From that chart, it’s easy to see how little correlation there is between batting average and overall production – by any of the cumulative metrics. OBP and SLUG% are a little better but the differences in Arenado and Carlson, for example, show where they break down as stand-alone evaluative tools. Arenado and Carlson are separated by 30 points of OBP and 60 points of slug%. That adds up to about 30 points of OPS.
Was Arenado 30-60 points better than Carlson, depending on the metric?
When you weigh those metrics by historical data, the answer is a clear no. OPS over-weighs slugging% simply because it’s a larger number than on-base%. This gives an arbitrary bump to Arenado because he’s a power hitter. wOBA corrects that, weighing these events by real historical data instead of random accident. That allows Carlson and his higher walk rate and batting average to easily bridge that 30-point OPS and 60-point slugging gap: they have an identical .336 wOBA. Since they played in the same ballpark in the same season, their wRC+ is also identical at 113 – 13% above league average.
The same level of production. Completely different ways of getting to that production.
Therein lies the problem with these kinds of cumulative, weighted stats. We now know with a high level of confidence that Arenado and Carlson were pretty even offensively. We still don’t know how they achieved that production without going back to counting stats and slash lines.
4. The X Stats – Expected Stats (An Introduction)
If the sabermetrics revolution brought math into baseball, Statcast brought technology along with it. In the last few years, baseball has outfitted ballparks with an array of expensive motion capture tech, ranging from cameras and radar guns to imaging software that measures everything that happens on a baseball field.
Nowadays, if Tyler O’Neill hits a home run, we know how fast the pitch was going, how much it was spinning, how hard TON hit it, the angle at which it left the bat, how far it went, and how fast he ran around the bases.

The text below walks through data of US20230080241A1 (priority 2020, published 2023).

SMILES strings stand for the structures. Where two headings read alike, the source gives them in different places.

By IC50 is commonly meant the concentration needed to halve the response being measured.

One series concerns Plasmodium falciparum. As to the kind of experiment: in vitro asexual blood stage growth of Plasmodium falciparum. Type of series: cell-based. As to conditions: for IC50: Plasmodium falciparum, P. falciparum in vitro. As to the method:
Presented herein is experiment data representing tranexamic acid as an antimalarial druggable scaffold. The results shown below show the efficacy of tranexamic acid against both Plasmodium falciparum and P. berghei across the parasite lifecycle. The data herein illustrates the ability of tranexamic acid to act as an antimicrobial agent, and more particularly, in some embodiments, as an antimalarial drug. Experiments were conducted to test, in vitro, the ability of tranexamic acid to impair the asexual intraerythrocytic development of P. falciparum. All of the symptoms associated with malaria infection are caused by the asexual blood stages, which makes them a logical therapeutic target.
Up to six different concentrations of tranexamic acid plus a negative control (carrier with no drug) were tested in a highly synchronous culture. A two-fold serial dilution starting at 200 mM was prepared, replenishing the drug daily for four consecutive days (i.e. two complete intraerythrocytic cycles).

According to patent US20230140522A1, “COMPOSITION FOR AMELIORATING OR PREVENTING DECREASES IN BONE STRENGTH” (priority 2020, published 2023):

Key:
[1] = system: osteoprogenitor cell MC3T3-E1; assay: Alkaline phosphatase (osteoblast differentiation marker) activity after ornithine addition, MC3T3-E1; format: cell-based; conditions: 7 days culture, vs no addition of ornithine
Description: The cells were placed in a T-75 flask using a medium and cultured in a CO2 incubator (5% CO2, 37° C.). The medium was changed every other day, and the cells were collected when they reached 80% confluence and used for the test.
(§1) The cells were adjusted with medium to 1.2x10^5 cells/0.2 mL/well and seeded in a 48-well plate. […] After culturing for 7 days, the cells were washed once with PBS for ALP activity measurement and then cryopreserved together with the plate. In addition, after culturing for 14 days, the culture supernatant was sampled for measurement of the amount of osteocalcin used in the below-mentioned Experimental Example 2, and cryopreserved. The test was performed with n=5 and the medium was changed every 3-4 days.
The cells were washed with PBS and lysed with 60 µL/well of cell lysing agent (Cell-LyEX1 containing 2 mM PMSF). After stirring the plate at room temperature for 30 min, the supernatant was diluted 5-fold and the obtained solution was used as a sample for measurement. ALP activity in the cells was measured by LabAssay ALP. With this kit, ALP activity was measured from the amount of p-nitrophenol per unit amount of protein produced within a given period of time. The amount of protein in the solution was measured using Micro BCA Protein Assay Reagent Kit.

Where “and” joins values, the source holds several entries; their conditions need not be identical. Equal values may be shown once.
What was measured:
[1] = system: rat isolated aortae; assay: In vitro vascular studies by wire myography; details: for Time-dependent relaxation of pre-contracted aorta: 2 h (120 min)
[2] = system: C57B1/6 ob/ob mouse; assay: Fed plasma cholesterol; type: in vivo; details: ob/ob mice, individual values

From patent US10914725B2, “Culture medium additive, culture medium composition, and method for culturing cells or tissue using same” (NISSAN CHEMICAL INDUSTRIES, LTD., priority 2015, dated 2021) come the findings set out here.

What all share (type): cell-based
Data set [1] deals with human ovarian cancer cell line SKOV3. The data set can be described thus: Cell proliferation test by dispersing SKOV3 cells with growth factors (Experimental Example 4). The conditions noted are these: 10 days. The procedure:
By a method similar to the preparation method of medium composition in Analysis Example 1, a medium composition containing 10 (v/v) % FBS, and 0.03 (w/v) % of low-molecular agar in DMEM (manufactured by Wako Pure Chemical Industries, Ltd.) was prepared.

Give Tango a few years and we’ll know the impact force of Wainwright slapping him on the butt in the dugout.
We’ll get into the specifics of these new Statcast statistics in a later article. For now, I want to consider a line drive.
What’s the difference between a line drive hit right at a fielder and a line drive that goes to the wall? Often there is no difference in how hard the ball was hit, the launch angle, or even the direction of the hit. Sometimes the only difference is the positioning or skill of a fielder.
Just as historical data allows us to know the value of a hit versus a walk or a double versus a triple, so does Statcast data let us understand what kind of batted ball event is expected to produce an out or a hit.
The smart people at Baseball Savant (the official MLB analytics website) can look at all that Statcast batted ball data and plug it into the basic formulas above – batting average, slugging%, and wOBA. This gives us what we call “X” or “expected” statistics.
xBA – expected batting average.
xSLUG – expected slugging percentage
xwOBA – expected weighted on base average
These “X” stats completely ignore what actually happened on a batted ball event, and, instead, tell us what should have happened based on what that event looked like.
Over the course of a season, those actually’s and should’ves tend to even out. How close a player’s X stats are with their actual stats tells us how much they did or did not “earn” the production they have or if they “deserved” better or worse.
Let’s go back to the same chart we used above. We know how they did. What did Statcast expect them to do?
Here you can see the kind of variance that can show up in X stats versus actual stats. Based on how he hit the ball, Carlson overperformed. Arenado didn’t hit the ball hard enough to warrant his high slugging%. Edman, though, probably deserved better than his actual stat line.
How important are X stats? Like everything else, they are just part of the puzzle that makes up a baseball player’s season. Like adjusting for league or ballpark or weighing production, they provide additional context that helps us understand both what happened and what might happen down the road.
The Point: Don’t Use Just One Offensive Stat!
Maybe now you might see why I, and the other writers around here, try to use a variety of offensive stats when analyzing players.
There is no one perfect offensive stat. Not BA. Not wOBA. Not wRC+. Not OPS. Not even WAR – which we’ll get to in a later article.
It takes all of these stats – basic counting stats, rate stats, cumulative stats, weighted stats, and expected stats to paint an accurate picture of what a baseball player is.
It’s one of the things that makes baseball so great! It’s a very simple game – throw the ball, hit the ball, catch the ball. But it creates wonderfully complex stories!
For REALLY complex stuff, just dm John LaRue. That’s what I do!
We’ll hit pitching and defense and Statcast stuff soon. Thanks for the question, Ryan. And thanks to everyone for reading.